Protein extraction for LC-MS and peptide count protein quantification

Rat heart proteomes were analyzed by LC-MS and the non-labeled peptide count protein quantification method as described previously [23]. Briefly, dissolved heart proteins were separated on a 12% polyacrylamide gel by SDS-PAGE. Protein contained gels were sliced, dehydrated and swollen to elute the proteins for the tryptic peptide digestion. LC-MS/MS analysis was performed using a ThermoFinnigan ProteomeX workstation LTQ linear ion trap MS (Thermo Electron, San Jose, CA) equipped with NSI sources (Thermo Electron).

Protein annotation and functional network construction

Identified proteins were further categorized, annotated, and functional networks were constructed to understand the molecular functions and biological processes of each protein [24, 25]. Systematic bioinformatics analysis of the HR and HR+necrox5 treated heart proteome was conducted using STRING 8.3 (Search Tool for the Retrieval of Interacting Genes/Proteins), Cytoscape and ClueGo.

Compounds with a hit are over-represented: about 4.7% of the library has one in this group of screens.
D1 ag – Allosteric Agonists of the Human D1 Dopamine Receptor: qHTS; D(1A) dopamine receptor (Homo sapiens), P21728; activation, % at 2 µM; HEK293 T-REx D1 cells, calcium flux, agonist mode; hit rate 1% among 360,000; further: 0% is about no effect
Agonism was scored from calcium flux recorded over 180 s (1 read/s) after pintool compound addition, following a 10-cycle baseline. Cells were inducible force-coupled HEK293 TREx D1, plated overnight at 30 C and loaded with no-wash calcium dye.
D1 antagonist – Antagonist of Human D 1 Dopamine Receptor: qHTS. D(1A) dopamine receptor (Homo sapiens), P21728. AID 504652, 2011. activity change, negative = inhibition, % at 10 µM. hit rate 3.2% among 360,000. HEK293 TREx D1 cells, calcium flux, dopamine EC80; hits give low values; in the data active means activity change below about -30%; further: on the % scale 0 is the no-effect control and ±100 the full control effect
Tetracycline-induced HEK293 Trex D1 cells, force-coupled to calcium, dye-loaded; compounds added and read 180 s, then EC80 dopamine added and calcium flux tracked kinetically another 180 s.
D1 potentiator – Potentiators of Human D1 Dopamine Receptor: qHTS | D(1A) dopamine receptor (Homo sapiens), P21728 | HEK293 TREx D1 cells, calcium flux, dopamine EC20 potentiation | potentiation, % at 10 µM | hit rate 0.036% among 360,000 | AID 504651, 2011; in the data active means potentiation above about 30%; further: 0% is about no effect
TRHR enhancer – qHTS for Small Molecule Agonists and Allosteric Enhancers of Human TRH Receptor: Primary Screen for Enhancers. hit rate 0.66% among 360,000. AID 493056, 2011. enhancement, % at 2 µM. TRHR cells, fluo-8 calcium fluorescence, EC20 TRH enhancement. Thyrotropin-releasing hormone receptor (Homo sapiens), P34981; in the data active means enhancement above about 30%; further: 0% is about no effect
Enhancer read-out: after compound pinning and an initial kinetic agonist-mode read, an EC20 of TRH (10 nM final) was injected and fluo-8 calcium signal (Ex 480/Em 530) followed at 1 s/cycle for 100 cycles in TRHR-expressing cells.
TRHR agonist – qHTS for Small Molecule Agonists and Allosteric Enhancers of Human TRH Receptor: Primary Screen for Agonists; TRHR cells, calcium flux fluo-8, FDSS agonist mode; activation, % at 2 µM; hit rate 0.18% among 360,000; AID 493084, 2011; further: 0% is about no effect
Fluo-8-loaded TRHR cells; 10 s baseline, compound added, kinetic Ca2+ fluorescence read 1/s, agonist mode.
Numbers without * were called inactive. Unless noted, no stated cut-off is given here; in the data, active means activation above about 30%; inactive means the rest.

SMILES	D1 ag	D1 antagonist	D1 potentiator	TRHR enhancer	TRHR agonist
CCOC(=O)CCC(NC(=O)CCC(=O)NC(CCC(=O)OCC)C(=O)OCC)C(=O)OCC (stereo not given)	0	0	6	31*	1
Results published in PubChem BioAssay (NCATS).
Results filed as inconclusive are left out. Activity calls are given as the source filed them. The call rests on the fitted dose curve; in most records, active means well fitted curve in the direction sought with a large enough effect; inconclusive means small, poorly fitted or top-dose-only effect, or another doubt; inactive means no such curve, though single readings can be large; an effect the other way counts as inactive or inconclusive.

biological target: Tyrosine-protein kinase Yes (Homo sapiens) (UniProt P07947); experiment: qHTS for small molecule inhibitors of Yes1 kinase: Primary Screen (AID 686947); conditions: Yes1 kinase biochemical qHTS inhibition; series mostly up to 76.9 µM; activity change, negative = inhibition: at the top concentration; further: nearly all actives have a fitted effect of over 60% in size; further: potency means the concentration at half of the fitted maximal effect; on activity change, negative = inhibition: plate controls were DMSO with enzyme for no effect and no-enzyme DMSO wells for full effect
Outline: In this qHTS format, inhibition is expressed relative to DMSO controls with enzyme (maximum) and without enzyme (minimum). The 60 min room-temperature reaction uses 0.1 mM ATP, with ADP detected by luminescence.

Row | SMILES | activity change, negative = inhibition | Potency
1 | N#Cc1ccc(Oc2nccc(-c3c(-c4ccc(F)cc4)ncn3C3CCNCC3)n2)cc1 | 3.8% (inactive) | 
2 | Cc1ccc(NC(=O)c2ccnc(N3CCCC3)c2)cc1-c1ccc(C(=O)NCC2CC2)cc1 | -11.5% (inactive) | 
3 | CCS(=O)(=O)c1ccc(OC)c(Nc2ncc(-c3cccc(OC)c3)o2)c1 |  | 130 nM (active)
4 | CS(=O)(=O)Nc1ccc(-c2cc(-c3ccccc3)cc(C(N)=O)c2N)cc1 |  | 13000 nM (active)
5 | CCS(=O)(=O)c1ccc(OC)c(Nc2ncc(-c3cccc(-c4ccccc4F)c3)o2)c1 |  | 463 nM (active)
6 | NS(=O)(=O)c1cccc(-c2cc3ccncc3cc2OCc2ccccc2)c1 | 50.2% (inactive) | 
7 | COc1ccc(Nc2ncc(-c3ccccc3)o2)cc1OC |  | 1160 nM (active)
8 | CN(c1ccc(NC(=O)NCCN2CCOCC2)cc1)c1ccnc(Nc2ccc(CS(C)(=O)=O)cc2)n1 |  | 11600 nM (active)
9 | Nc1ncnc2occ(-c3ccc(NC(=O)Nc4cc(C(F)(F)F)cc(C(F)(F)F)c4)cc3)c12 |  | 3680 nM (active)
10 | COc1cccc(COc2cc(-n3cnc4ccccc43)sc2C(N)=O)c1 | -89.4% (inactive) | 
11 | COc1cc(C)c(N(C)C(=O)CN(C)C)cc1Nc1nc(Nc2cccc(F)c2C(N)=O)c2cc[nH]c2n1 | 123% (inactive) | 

Western blot

Protein extracts from myocardial tissues were homogenized in ice-cold Radioimmunoprecipitation assay (RIPA) buffer containing 25 mM/L Tris · HCl (pH 7.6), 150 mM/L NaCl, 1% NP-40, 1% sodium deoxycholate, 0.1% SDS, a protease inhibitor cocktail, and a phosphatase inhibitor cocktail. After brief sonication, the homogenized sample was centrifuged at 13,500 g for 30 minutes at 4℃. Protein concentration was determined using a bicinchoninic acid assay (BCA) assay kit (Pierce, Rockford, IL, USA).